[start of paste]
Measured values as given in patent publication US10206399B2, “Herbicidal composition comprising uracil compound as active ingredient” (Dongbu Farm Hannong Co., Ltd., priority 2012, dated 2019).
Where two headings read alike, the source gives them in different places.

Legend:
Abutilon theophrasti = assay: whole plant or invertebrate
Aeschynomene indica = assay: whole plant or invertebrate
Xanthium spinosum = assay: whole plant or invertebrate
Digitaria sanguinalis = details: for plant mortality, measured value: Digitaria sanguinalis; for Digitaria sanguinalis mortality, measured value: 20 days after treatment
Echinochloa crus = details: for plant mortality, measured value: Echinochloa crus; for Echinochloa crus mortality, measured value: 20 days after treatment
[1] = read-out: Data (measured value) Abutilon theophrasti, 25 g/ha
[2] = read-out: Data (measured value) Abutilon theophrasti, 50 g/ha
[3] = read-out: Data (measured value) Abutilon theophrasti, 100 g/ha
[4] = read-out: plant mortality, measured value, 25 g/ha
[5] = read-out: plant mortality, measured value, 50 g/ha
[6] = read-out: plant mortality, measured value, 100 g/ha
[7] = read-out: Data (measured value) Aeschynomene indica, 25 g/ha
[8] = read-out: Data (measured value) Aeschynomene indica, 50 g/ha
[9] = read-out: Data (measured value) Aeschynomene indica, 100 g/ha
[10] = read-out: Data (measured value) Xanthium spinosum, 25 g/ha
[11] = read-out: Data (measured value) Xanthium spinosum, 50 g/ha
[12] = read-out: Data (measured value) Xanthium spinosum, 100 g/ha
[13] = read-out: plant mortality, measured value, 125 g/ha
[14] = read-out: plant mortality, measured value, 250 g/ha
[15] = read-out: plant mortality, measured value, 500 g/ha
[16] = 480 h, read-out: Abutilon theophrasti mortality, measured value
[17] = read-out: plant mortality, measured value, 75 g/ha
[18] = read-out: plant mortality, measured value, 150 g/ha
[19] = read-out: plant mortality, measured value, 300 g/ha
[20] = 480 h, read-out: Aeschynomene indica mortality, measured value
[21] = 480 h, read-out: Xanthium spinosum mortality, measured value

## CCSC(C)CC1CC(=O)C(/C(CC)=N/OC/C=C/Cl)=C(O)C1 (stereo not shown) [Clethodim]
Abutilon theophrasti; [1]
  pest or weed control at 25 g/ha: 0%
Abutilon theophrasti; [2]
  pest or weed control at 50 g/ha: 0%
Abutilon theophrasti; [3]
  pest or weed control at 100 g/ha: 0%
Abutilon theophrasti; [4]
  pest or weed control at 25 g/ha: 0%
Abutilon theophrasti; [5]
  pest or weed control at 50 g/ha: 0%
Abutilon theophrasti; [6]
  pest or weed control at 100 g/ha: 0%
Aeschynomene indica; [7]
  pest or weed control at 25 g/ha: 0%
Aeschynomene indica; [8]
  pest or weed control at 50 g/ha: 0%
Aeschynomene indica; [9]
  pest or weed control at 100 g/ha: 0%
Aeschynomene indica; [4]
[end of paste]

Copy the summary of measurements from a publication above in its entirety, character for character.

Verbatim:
Measured values as given in patent publication US10206399B2, “Herbicidal composition comprising uracil compound as active ingredient” (Dongbu Farm Hannong Co., Ltd., priority 2012, dated 2019).
Where two headings read alike, the source gives them in different places.

Legend:
Abutilon theophrasti = assay: whole plant or invertebrate
Aeschynomene indica = assay: whole plant or invertebrate
Xanthium spinosum = assay: whole plant or invertebrate
Digitaria sanguinalis = details: for plant mortality, measured value: Digitaria sanguinalis; for Digitaria sanguinalis mortality, measured value: 20 days after treatment
Echinochloa crus = details: for plant mortality, measured value: Echinochloa crus; for Echinochloa crus mortality, measured value: 20 days after treatment
[1] = read-out: Data (measured value) Abutilon theophrasti, 25 g/ha
[2] = read-out: Data (measured value) Abutilon theophrasti, 50 g/ha
[3] = read-out: Data (measured value) Abutilon theophrasti, 100 g/ha
[4] = read-out: plant mortality, measured value, 25 g/ha
[5] = read-out: plant mortality, measured value, 50 g/ha
[6] = read-out: plant mortality, measured value, 100 g/ha
[7] = read-out: Data (measured value) Aeschynomene indica, 25 g/ha
[8] = read-out: Data (measured value) Aeschynomene indica, 50 g/ha
[9] = read-out: Data (measured value) Aeschynomene indica, 100 g/ha
[10] = read-out: Data (measured value) Xanthium spinosum, 25 g/ha
[11] = read-out: Data (measured value) Xanthium spinosum, 50 g/ha
[12] = read-out: Data (measured value) Xanthium spinosum, 100 g/ha
[13] = read-out: plant mortality, measured value, 125 g/ha
[14] = read-out: plant mortality, measured value, 250 g/ha
[15] = read-out: plant mortality, measured value, 500 g/ha
[16] = 480 h, read-out: Abutilon theophrasti mortality, measured value
[17] = read-out: plant mortality, measured value, 75 g/ha
[18] = read-out: plant mortality, measured value, 150 g/ha
[19] = read-out: plant mortality, measured value, 300 g/ha
[20] = 480 h, read-out: Aeschynomene indica mortality, measured value
[21] = 480 h, read-out: Xanthium spinosum mortality, measured value

## CCSC(C)CC1CC(=O)C(/C(CC)=N/OC/C=C/Cl)=C(O)C1 (stereo not shown) [Clethodim]
Abutilon theophrasti; [1]
  pest or weed control at 25 g/ha: 0%
Abutilon theophrasti; [2]
  pest or weed control at 50 g/ha: 0%
Abutilon theophrasti; [3]
  pest or weed control at 100 g/ha: 0%
Abutilon theophrasti; [4]
  pest or weed control at 25 g/ha: 0%
Abutilon theophrasti; [5]
  pest or weed control at 50 g/ha: 0%
Abutilon theophrasti; [6]
  pest or weed control at 100 g/ha: 0%
Aeschynomene indica; [7]
  pest or weed control at 25 g/ha: 0%
Aeschynomene indica; [8]
  pest or weed control at 50 g/ha: 0%
Aeschynomene indica; [9]
  pest or weed control at 100 g/ha: 0%
Aeschynomene indica; [4]